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dc.contributor.authorKhazaeli, Alien
dc.description.abstractPractical applications of portable and wearable electronics is linked with the development of power sources that address the physical requirements of these electronic devices, such as flexibility and a small footprint. In this work, we report on the development of several promising power sources for microdevices and flexible electronics. We fabricate microbattery on a glass substrate because this is a well-defined material and very similar to silicon, a standard material for micro-electro-mechanical systems. However, the miniaturization of a nickel/metal hydride cell requires a different method of fabrication than that of macroscale batteries. Microfabrication techniques including electrodeposition, e-beam evaporation, and magnetron sputtering can be used to fabricate the electrodes of a microbattery. Thus, we introduce a process for the deposition of intermetallic thin-film alloy on a glass substrate. We use this technique for the fabrication of a coplanar thin-film Nickel-Metal hydride microbattery with a gel electrolyte. The performance of the electrodes and the device is evaluated using electrochemical methods, including cyclic voltammetry and galvanostatic charge-discharge and electrochemical impedance spectroscopy. This work also presents the fabrication of a supercapacitor made by printing and reduction of graphene oxide inks. A leavening agent is added to enhance the capacity of the electrodes. The effect of the leavening agent electrode capacitance of the electrodes is investigated in terms of material characterization and electrochemical performance. Finally, we introduce a novel hybrid battery supercapacitor based on the combination of a self-assembled graphene hydrogel that encapsulates a vanadium solution. The electrochemical characterization of device shows that the hydrogel combines the high specific surface area of the reduced graphene oxide and the redox activity of the vanadium ions, leading to a specific capacity of 200 mAh/g. This power source can be operated as a supercapacitor, as a battery, or as a hybrid, depending on the operating conditions. Its unique power-handling capabilities depend on the rate of discharge which makes it suitable for a wide range of applications. Additionally, this device offers further significant advantages, including fast charging capability (10 minutes), high durability, and mechanical flexibility.en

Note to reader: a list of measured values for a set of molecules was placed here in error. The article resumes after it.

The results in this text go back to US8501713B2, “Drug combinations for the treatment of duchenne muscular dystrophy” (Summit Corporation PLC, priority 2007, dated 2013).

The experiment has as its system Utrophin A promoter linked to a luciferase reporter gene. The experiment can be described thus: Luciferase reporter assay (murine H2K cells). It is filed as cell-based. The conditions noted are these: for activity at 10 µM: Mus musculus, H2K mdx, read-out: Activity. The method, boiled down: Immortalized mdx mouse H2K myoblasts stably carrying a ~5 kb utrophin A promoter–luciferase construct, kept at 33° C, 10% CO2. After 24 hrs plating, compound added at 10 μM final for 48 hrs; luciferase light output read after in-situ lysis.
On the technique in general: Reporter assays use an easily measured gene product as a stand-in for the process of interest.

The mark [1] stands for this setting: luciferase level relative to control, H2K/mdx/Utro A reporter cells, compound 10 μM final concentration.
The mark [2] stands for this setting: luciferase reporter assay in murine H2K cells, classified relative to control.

dc.relation.ispartofseriesCanadian thesesen
dc.rightsQueen's University's Thesis/Dissertation Non-Exclusive License for Deposit to QSpace and Library and Archives Canadaen
dc.rightsProQuest PhD and Master's Theses International Dissemination Agreementen
dc.rightsIntellectual Property Guidelines at Queen's Universityen
dc.rightsCopying and Preserving Your Thesisen
dc.rightsThis publication is made available by the authority of the copyright owner solely for the purpose of private study and research and may not be copied or reproduced except as permitted by the copyright laws without written authority from the copyright owner.en
dc.rightsCC0 1.0 Universal*
dc.subjectHybrid battery-supercapacitorsen
dc.subjectThin-film batteryen
dc.subjectGel electrolyteen
dc.titleFabrication of novel power sources for portable and wearable devicesen
dc.contributor.supervisorBarz, Dominik P.J.
dc.contributor.departmentChemical Engineeringen's University at Kingstonen

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Queen's University's Thesis/Dissertation Non-Exclusive License for Deposit to QSpace and Library and Archives Canada
Except where otherwise noted, this item's license is described as Queen's University's Thesis/Dissertation Non-Exclusive License for Deposit to QSpace and Library and Archives Canada